Cleveland Clinic is establishing the Center for Global and Emerging Pathogens Research to broaden understanding of emerging pathogens—ranging from Zika virus to SARS-CoV-2 (which causes COVID-19)—and to expedite critically needed treatments and vaccines.
The new center has been in the planning stages for 18 months and will span Lerner Research Institute and the soon-to-open Cleveland Clinic Florida Research and Innovation Center in Port St. Lucie, Florida. A team of renowned experts will lead the center to advance research towards diseases such as COVID-19, highly pathogenic influenza, Dengue fever, AIDS and Zika virus-related conditions.
“Novel pathogens to which we have little or no immunity are a tremendous risk to global health,” said Serpil Erzurum, MD, chair of Lerner Research Institute and a practicing pulmonologist in the Respiratory Institute. “We have some of the world’s top research experts in virology, immunology, genomics, population health and drug discovery coming together to form a team approach on infectious disease research.”
Leveraging Cleveland Clinic’s robust research infrastructure, the center’s researchers will uncover the scientific mechanisms of how SARS-CoV-2 and other pathogens cause disease. In addition, the researchers will closely collaborate with the newly established Cleveland Clinic BioRepository to have access to patient tissues and electronic medical record data through a large-scale secure database. The new center will be supported in large part by philanthropy.
The research team will collaborate with drug developers from the Center for Therapeutics Discovery to rapidly translate research findings into life-saving therapies and experts from the Center for Populations Health Research to understand the socioeconomic factors that affect risk of infection and poor outcomes.
A sampling of Cleveland Clinic COVID-19 research already in the works
In light of the global pandemic and in anticipation of the new center’s opening, Cleveland Clinic is ramping up research related to COVID-19. A research registry of nearly 10,000 patients is collecting data from patients tested for COVID-19 at Cleveland Clinic and there are plans to integrate the data within the electronic medical record. The researchers will mine the data to inform other studies, such as the development of tools to predict risk and outcomes in patients.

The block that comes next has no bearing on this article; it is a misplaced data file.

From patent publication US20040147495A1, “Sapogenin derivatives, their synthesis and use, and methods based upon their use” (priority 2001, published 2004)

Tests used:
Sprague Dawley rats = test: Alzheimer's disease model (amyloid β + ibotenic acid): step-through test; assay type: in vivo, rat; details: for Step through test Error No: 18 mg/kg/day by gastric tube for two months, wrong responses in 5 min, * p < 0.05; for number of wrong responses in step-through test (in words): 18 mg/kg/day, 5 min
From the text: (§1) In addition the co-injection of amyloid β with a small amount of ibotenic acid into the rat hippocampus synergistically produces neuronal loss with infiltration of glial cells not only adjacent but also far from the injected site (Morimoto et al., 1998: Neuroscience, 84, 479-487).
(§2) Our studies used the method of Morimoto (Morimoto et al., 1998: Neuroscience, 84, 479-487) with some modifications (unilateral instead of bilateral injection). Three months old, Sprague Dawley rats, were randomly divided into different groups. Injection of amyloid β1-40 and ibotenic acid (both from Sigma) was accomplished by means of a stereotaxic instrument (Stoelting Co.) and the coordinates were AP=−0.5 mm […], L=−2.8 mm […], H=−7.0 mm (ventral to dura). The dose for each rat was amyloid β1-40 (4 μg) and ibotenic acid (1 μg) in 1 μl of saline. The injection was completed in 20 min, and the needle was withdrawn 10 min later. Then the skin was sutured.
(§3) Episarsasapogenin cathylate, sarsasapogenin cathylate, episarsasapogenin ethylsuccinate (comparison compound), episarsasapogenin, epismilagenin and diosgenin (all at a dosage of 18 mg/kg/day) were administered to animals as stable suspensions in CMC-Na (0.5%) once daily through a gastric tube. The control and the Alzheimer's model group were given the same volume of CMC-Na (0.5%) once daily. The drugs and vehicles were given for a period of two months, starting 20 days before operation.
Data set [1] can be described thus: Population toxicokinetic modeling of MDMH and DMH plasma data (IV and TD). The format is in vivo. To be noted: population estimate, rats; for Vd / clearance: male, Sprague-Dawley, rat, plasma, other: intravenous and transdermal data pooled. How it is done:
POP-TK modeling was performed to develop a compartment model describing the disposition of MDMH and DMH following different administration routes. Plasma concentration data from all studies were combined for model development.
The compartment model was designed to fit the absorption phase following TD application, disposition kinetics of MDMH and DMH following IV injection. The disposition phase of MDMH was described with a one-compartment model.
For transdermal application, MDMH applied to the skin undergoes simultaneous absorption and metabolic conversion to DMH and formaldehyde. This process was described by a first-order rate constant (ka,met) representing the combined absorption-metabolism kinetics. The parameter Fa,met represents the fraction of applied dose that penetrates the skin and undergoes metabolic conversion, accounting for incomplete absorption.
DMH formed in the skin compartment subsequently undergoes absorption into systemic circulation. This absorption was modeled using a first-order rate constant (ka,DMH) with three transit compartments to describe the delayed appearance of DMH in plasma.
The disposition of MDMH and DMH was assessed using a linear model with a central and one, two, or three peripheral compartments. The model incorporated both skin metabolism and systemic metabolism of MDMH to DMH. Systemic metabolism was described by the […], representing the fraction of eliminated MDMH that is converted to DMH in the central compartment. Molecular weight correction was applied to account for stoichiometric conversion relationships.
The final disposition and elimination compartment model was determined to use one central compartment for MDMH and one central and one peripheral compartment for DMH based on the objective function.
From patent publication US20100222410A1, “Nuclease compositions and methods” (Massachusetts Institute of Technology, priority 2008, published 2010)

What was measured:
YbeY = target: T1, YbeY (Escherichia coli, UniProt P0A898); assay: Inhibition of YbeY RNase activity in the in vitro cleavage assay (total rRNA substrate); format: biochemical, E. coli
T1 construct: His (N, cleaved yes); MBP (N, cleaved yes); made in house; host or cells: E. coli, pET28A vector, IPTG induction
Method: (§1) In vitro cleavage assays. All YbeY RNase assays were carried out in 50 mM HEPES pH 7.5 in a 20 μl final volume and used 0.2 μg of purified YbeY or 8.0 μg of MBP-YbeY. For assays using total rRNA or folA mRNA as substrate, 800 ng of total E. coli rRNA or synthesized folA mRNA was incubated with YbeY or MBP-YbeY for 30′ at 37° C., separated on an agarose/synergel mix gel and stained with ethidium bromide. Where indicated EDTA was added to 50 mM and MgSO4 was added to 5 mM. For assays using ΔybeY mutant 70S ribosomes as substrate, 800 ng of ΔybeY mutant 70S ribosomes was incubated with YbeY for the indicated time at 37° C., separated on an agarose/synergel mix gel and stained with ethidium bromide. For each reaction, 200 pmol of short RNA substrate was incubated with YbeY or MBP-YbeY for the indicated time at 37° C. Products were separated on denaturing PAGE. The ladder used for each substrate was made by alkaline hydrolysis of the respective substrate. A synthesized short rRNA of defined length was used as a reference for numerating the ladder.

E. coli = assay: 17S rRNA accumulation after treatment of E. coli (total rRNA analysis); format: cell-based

Lerner Research Institute scientists led by Feixiong Cheng, PhD, published findings last month on a network-based prediction model using artificial intelligence to identify targets for drug repurposing in coronaviruses and COVID19 specifically. Based on their findings, they prioritized 16 drugs and three drug combinations as potential treatments.
Other projects are uncovering how SARS-CoV-2 enters human cells, replicates and causes disease. A clinical trials committee has been formed to identify and prioritize the most promising therapies for mild to severe disease.
Cleveland Clinic Florida Research and Innovation Center opening soon
In partnership with Cleveland Clinic Florida, the new center will also conduct research at the Florida Research and Innovation Center building, a state-of-the-art research facility, complete with a biosafety level 3 laboratory anticipated to open in summer 2020. The facility features 107,000-square feet of high-tech laboratory and office space situated on eight acres of land.
“The new Florida Research and Innovation Center will complement and expand clinical research underway throughout Cleveland Clinic,” said Joseph Iannotti, MD, PhD, Cleveland Clinic Florida’s Chief of Staff and Chief Academic and Innovation Officer. “Our vision is to create a research institute dedicated to taking bench discoveries and creating leading-edge diagnostics, preventatives and treatments for infectious disease, oncology and other pressing healthcare problems.”
“This new center will span our global healthcare system,” said James Young, MD, Chief Academic Officer at Cleveland Clinic. “It will provide critical technologies and resources, empowering our clinicians and scientists to understand biological pathways and develop new treatments against the novel coronavirus and other dangerous pathogens.”
Article originally posted in the Cleveland Clinic Newsroom.